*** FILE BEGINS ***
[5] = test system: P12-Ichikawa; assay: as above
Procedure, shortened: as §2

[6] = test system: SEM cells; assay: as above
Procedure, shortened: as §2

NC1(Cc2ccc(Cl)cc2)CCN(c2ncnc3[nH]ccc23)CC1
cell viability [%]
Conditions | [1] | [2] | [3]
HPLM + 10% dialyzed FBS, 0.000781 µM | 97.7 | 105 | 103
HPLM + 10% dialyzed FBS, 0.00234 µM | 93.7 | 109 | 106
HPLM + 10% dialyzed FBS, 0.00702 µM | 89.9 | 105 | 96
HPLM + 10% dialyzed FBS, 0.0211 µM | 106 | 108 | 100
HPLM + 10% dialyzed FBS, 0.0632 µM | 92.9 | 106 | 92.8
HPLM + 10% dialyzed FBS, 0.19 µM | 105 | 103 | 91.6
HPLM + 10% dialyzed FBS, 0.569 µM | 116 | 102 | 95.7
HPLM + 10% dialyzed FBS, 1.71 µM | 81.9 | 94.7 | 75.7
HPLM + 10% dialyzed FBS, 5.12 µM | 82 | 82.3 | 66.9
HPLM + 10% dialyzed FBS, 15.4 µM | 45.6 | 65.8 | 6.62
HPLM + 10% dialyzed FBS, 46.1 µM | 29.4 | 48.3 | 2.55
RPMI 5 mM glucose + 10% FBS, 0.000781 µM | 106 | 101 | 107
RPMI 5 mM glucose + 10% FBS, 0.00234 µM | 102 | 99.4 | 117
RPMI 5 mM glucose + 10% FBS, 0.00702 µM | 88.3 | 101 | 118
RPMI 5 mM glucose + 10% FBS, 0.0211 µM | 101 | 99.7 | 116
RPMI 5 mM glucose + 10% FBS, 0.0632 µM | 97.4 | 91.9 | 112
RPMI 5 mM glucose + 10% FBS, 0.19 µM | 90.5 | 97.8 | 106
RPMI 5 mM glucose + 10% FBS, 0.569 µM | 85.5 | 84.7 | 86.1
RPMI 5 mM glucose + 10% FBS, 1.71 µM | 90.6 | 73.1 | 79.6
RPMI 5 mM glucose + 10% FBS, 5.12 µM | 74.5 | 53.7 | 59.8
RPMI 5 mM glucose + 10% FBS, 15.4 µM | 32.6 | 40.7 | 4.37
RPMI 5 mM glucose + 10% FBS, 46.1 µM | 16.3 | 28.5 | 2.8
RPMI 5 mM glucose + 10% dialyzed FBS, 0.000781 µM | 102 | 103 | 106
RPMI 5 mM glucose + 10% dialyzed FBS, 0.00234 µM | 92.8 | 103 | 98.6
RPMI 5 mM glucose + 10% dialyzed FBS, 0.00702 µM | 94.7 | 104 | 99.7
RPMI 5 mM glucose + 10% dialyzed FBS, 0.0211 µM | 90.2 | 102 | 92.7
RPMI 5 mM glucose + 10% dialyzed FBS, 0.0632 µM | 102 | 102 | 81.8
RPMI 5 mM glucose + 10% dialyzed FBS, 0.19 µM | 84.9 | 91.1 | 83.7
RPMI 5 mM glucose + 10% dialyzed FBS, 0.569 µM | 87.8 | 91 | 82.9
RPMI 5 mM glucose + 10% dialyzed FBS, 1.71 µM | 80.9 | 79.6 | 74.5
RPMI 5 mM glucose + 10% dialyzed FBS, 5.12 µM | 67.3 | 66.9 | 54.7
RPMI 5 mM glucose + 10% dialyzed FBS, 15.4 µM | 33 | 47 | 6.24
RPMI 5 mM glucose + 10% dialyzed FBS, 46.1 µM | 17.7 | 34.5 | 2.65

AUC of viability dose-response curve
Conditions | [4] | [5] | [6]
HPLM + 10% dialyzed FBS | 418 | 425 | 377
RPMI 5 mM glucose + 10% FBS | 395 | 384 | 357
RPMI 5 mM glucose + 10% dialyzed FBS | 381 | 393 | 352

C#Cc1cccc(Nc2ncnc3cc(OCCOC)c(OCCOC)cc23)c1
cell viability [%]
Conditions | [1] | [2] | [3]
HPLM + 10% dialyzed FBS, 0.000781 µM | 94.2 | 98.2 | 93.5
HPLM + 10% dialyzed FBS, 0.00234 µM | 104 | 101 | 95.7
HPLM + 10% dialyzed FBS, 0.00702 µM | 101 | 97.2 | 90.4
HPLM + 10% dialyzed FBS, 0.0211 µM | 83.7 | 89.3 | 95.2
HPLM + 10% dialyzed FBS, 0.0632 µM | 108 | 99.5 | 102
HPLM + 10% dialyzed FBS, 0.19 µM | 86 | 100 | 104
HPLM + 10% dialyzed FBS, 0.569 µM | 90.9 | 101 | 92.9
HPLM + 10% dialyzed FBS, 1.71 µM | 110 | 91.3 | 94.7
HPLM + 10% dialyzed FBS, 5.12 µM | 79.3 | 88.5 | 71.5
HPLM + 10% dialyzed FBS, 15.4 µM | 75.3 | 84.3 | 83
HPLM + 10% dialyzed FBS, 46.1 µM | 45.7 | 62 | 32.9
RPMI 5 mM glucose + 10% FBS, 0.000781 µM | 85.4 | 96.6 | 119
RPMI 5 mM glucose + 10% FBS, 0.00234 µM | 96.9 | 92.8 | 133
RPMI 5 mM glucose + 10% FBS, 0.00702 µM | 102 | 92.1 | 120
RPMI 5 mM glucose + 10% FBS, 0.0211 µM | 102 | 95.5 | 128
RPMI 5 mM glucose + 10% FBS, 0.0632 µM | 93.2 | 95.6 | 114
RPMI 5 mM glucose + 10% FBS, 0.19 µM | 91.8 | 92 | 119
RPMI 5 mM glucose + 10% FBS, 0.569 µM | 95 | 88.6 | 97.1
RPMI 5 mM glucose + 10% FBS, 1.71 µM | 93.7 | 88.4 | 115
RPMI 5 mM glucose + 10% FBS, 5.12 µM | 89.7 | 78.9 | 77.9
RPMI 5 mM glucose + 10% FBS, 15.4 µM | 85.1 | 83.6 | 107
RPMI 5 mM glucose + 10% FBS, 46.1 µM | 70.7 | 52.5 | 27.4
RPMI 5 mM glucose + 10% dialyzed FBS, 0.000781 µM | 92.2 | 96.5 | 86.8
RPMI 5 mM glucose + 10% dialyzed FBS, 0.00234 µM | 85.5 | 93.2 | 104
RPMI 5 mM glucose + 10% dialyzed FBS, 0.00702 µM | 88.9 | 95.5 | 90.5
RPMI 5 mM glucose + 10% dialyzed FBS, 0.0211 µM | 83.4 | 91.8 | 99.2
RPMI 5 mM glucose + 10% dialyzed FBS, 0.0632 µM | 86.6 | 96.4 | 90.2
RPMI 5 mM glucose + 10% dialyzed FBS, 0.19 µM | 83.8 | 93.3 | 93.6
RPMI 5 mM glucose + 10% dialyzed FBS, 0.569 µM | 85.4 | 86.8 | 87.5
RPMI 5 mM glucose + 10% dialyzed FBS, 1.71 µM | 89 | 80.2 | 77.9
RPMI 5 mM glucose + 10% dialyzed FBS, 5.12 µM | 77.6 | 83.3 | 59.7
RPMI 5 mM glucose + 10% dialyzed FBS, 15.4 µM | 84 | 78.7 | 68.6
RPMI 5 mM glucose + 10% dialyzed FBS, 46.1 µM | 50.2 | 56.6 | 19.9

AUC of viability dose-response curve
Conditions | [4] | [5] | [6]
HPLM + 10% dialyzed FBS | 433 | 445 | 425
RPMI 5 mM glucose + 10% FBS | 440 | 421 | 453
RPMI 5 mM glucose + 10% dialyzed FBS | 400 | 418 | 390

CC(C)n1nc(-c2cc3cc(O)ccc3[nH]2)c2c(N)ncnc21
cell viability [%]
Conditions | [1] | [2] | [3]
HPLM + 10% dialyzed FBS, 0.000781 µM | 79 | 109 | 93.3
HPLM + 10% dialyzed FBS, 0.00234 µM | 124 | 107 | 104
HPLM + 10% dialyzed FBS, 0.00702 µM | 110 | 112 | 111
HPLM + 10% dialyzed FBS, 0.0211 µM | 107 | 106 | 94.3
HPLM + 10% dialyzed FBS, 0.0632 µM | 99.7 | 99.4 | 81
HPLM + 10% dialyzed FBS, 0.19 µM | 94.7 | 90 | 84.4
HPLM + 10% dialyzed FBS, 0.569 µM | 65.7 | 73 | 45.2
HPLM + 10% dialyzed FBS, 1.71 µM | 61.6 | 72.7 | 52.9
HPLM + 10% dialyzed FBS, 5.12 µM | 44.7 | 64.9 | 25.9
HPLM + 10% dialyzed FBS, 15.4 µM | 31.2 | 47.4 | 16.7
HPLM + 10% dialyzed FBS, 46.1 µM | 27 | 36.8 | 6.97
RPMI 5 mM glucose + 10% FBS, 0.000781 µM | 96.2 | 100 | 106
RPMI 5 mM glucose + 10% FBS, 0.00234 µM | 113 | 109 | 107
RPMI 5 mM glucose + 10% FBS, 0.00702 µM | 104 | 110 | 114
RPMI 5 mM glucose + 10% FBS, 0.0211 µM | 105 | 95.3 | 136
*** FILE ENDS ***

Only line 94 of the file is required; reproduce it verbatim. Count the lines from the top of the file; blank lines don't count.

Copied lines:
HPLM + 10% dialyzed FBS, 0.0632 µM | 99.7 | 99.4 | 81